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How Nutanix Interacts with the Management Layer

By Steve Carter

Web-scale architectures are rapidly making their way into the core of enterprise datacenters. This shift is being driven by Nutanix. One of the keys to web-scale is the idea of a shared-nothing architecture. This means that there can be no single point of failure, no bottlenecks anywhere in the system, and scalability with no fixed limits.

One thing Nutanix engineers realized early on is that adherence to these rules demands that our Nutanix Operating System (NOS) not rely on external components – including management consoles such as vCenter. This was a significant decision given vCenter’s central role in the majority of virtualized datacenters. Make no mistake, we expect our customers to use vCenter to manage their VMware clusters on Nutanix. We just made sure that vCenter works seamlessly with NOS, while not being dependent upon it.

Each Nutanix node communicates directly with the host hypervisor. This communication doesn’t depend on the network, and doesn’t require an external management entity like vCenter. vCenter can be deployed to the Nutanix datastore, and then configured to manage the cluster on which it runs. This means that no alternative infrastructure is required to run the vCenter VMs. Also, if vCenter is unavailable for some reason the Nutanix filesystem will not be impacted. It is treated like any other VM running on the hypervisor – not dependent on vCenter to operate.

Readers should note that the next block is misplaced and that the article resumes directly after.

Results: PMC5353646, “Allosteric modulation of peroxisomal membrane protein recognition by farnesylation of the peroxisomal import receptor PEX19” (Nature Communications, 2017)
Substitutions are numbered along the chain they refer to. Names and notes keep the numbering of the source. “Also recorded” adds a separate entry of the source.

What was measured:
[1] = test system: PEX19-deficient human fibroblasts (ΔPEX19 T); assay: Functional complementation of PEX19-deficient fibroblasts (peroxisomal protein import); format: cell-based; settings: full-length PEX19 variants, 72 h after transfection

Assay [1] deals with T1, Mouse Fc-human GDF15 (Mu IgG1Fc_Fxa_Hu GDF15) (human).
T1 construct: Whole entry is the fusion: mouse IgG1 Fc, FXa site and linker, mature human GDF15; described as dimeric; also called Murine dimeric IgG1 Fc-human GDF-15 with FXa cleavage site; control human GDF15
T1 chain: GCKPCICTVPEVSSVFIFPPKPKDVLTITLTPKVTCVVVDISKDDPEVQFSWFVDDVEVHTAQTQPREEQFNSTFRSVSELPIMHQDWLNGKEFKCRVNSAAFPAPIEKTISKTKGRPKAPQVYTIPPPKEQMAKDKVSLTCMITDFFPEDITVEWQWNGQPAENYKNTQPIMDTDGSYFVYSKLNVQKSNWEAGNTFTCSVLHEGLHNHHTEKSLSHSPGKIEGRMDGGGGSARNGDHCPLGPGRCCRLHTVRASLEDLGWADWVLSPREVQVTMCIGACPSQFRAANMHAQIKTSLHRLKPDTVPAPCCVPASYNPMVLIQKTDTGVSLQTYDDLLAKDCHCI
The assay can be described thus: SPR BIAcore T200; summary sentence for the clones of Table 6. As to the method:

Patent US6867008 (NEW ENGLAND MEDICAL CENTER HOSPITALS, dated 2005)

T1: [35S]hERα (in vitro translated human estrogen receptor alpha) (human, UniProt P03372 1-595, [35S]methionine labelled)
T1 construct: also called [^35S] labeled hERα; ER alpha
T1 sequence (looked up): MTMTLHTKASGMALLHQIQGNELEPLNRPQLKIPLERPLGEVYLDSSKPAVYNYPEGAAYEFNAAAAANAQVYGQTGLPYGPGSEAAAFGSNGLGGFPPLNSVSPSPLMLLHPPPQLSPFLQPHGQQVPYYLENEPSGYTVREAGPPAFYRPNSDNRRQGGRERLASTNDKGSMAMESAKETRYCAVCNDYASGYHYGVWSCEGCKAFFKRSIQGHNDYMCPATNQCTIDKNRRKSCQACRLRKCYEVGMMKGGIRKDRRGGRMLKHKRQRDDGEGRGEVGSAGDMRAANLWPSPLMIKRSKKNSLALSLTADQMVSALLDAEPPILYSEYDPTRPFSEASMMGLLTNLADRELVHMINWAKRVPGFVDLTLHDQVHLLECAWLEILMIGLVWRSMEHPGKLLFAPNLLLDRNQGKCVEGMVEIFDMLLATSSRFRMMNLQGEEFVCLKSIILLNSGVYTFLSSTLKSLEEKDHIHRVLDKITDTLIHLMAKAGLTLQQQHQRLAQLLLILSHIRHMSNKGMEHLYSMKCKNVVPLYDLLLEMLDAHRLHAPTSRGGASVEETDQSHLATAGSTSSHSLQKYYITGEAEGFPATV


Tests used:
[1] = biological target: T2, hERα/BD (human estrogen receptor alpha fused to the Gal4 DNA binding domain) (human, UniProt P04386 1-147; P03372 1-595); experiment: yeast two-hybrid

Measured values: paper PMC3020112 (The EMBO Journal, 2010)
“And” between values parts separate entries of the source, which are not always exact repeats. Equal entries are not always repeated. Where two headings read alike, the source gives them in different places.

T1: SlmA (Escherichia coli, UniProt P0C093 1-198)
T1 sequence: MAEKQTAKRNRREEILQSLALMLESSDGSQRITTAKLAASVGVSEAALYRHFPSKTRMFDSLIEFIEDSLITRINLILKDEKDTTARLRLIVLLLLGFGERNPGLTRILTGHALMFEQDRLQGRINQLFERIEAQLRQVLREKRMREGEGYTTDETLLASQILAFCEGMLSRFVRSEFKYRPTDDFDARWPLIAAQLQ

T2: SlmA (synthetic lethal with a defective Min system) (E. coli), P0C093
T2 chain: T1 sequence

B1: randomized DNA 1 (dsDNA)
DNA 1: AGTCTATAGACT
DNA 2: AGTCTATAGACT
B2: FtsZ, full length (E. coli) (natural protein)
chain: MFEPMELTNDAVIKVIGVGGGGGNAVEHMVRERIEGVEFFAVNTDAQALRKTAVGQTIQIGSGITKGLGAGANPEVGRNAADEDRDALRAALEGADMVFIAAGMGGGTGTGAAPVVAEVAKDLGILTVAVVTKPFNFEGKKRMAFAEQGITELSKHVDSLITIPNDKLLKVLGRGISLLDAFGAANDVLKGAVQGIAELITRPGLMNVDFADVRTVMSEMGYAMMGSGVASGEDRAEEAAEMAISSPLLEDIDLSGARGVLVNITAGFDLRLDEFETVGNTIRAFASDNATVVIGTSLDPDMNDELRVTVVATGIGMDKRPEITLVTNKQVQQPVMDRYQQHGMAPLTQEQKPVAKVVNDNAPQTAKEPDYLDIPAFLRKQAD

Imagine if Nutanix required vCenter to configure or start the Nutanix cluster. For one thing, this would require every Nutanix customer to have some alternative infrastructure to run their vCenter instance, and it would make ROBO or tactical deployments considerably more complex and less robust. Now contemplate if Nutanix somehow depended on vCenter in order to maintain operations. In this case, vCenter and the hardware on which it runs becomes the most critical part of your infrastructure. Your VM availability is only be as good as vCenter’s availability. Consequently, all of the reliability benefits of implementing a distributed architecture begin to vanish, as your entire infrastructure now depends on the same legacy infrastructure that forward-thinking customers are trying to escape.

Additionally, consider how difficult it would be to support alternative hypervisors, such as Microsoft Hyper-V or KVM, if the management tool was a dependency. KVM for example doesn’t even have a standard management tool, and Microsoft System Center Virtual Machine Manager (SCVMM) has entirely different APIs than vCenter. The fact that only hypervisor communications needed to be abstracted enabled our engineers to quickly support these other hypervisors, and to re-use the vast majority of our existing code.

Nutanix is equally robust and feature-rich across all hypervisor platforms. In other words, it’s hypervisor agnostic and does not burden customers with having to deploy adjacent infrastructure to host vCenter. The result is greater resilience and more choice.